Shool and Dum director Eshwar Niwas hasn’t made a film since 2014. He is back, but with a web series: SonyLIV’s first original production, Your Honor.

Adapted from the Israeli series Kvodo, Your Honor tells the story of how Bishan Khosla (Jimmy Sheirgill), a conscientious circuit court judge in Ludhiana, attempts to cover up a hit-and-run involving his son (Pulkit Makol). The accident victim happens to be the son of a dreaded gangster (Mahaveer Bhullar).

“What drew me to the series was the contradiction of how the central character is a noble judge with a great track record who would never bypass the Constitution,” Niwas told “But then he is caught between his conscience and his emotional obligation as a father.”

The series will be streamed from June 18. Its cast includes Mita Vashisht, Yashpal Sharma, Varun Badola, Parul Gulati and Suhasini Malay.

Badola, who appeared alongside Sheirgill in Haasil (2003) and Charas (2004), plays a Central Reserve Police Force officer and Bishan’s loyal friend who helps him with the cover-up. Vashisht plays an investigative officer. Sharma is cast as a gangster and Gulati is Bishan’s intern.

Your Honor (2020).

Your Honor has been shot across Ludhiana and Chandigarh. Principal photography was wrapped up by April 2019. For Niwas, a Telugu-speaking native of Hyderabad who has been working in Mumbai for close to three decades, shooting in a Punjabi milieu wasn’t difficult.

“My first film itself was set in Bihar,” Niwas said. “In these cases, we go to the spot, and right from the location scouting through pre-production, we observe and make notes and go through script readings with the actors to capture the finer nuances of the area.” Niwas’s last film, Total Siyapaa (2014), revolved around Punjabis settled in London.

Niwas had a glorious start to his career. His directorial debut Shool (1999), made when he was 23, was released to rave reviews and box office success. The film starred Manoj Bajpayee as a lone-wolf policeman who takes on a corrupt politician-criminal nexus. It won the National Film Award in the Hindi language category.

Manoj Bajpayee in Shool (1999).

Shool was produced by Ram Gopal Varma, whom Niwas had been assisting since the director’s 1992 bilingual film Antham/Drohi. “Ram Gopal Varma taught me the ABCD of filmmaking,” Niwas said. “I started off by becoming his 12th assistant, graduating to associate director, then chief assistant director. He’s my boss.”

Niwas followed it up with a series of well-received films: the Fargo-inspired Love Ke Liye Kuch Bhi Karega (2001), the angry-young-man drama Dum (2003), which was a remake of the Vikram-starrer Tamil superhit Dhill, and the vigilante-themed Bardaasht (2004). Bardaasht flopped, and Niwas’s next three films, released between 2008 and 2014, turned out to be duds too.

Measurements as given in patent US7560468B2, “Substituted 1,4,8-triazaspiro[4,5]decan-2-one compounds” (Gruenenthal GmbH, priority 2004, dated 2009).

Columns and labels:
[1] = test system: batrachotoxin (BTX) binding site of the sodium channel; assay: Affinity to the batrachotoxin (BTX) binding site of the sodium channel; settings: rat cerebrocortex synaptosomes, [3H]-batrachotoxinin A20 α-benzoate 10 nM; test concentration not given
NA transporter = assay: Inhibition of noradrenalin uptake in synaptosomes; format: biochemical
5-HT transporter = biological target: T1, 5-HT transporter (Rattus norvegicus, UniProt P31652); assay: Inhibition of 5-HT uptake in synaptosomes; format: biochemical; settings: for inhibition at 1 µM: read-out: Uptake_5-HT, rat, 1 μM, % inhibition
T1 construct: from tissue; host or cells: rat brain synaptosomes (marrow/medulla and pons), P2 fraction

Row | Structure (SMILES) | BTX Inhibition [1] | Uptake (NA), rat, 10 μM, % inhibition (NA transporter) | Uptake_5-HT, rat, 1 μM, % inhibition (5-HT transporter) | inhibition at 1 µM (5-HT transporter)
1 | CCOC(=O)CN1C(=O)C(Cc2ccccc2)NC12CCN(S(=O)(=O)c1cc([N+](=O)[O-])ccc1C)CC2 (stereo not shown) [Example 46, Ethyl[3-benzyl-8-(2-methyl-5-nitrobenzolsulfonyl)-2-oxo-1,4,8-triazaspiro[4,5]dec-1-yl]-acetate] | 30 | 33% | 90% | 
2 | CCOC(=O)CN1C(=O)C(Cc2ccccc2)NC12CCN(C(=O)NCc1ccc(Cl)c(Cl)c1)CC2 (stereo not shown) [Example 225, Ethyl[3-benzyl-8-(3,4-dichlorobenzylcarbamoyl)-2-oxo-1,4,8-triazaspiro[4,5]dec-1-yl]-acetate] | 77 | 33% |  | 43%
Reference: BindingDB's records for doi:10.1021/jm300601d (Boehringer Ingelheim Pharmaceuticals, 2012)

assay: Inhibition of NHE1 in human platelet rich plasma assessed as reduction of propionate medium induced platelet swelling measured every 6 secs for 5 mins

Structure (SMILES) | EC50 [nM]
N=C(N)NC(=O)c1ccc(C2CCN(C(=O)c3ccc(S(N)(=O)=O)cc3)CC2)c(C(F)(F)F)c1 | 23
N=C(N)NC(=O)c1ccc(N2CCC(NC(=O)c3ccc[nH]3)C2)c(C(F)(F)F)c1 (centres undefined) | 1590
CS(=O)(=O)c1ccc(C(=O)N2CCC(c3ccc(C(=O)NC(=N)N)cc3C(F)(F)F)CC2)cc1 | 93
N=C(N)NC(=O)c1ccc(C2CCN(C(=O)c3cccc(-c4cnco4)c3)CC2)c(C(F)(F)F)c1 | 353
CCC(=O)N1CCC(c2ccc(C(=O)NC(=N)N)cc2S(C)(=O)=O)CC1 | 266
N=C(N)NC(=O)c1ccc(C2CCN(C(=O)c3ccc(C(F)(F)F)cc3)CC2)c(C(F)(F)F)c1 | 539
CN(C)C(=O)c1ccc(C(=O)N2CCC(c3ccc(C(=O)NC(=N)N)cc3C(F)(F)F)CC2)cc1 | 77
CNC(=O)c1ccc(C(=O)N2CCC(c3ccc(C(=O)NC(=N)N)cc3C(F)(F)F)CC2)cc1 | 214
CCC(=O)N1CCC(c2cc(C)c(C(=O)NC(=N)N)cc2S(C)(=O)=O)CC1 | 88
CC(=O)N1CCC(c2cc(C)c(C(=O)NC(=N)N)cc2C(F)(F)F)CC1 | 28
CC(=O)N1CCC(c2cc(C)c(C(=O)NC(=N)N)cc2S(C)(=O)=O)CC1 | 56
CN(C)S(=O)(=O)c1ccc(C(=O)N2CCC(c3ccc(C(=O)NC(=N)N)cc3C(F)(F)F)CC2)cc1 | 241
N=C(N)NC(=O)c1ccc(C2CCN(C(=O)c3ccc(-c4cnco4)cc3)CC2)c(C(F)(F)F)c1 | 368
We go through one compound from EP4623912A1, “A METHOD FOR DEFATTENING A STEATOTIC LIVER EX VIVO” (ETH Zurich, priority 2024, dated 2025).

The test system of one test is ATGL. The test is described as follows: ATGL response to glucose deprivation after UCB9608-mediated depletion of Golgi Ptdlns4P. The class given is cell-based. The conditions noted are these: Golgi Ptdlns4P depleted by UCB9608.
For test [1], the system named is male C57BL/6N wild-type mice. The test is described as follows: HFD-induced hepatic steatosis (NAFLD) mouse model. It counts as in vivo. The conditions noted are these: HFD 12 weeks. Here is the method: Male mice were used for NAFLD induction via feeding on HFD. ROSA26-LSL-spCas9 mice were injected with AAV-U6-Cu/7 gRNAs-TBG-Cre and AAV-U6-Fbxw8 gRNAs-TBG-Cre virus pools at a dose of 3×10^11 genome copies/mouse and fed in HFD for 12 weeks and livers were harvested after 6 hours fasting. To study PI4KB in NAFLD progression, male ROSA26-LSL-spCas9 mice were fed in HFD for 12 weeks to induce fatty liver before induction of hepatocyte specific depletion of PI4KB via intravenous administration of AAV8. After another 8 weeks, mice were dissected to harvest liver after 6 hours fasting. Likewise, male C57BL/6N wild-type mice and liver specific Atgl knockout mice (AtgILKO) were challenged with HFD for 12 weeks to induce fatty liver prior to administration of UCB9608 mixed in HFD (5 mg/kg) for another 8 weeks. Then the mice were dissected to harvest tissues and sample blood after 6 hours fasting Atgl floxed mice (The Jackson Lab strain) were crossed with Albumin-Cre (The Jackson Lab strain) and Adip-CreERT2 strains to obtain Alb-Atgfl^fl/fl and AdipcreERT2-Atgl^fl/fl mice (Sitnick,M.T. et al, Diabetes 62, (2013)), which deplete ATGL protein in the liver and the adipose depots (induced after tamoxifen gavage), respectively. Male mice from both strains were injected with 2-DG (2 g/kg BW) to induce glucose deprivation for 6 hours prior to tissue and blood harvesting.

Dum (2003).

“After so many hits, when your first film flops, you don’t mind it, but after the first flop, there’s a second flop, then a third, then you start questioning yourself,” Niwas observed. “You wonder, where am I going wrong, because I am putting in the same hard work in my flop film as I did with my hit film. And when your film flops, people’s perspectives change. They announce, this guy is finished, but you keep fighting so you don’t lose your mojo.”

When his films did not work, Niwas concentrated on directing advertising films. He reached a point where “making one more film” was no longer difficult, he said, but he realised: “if you have to make something, to which you are devoting a year or year and a half, the subject should speak to you and should be worth it. I think that’s where I was going wrong.”

E Niwas on the sets of Your Honor. Courtesy E Niwas via Instagram.

Among his fims, Niwas is most proud of Shool and Dum.

Shool, obviously, but I choose Dum, because my first two films were produced by Ram Gopal Varma sir, so I was within a camp which was like a family. Making Dum was like moving out of your house and doing something,” he said.

Would he make something in Telugu any time soon? “I enjoy working in the Hindi industry, reaching out to a larger audience, and I have become accustomed here, but yes, I’d want to make something in my mother tongue, but only if I get the correct script,” Niwas said.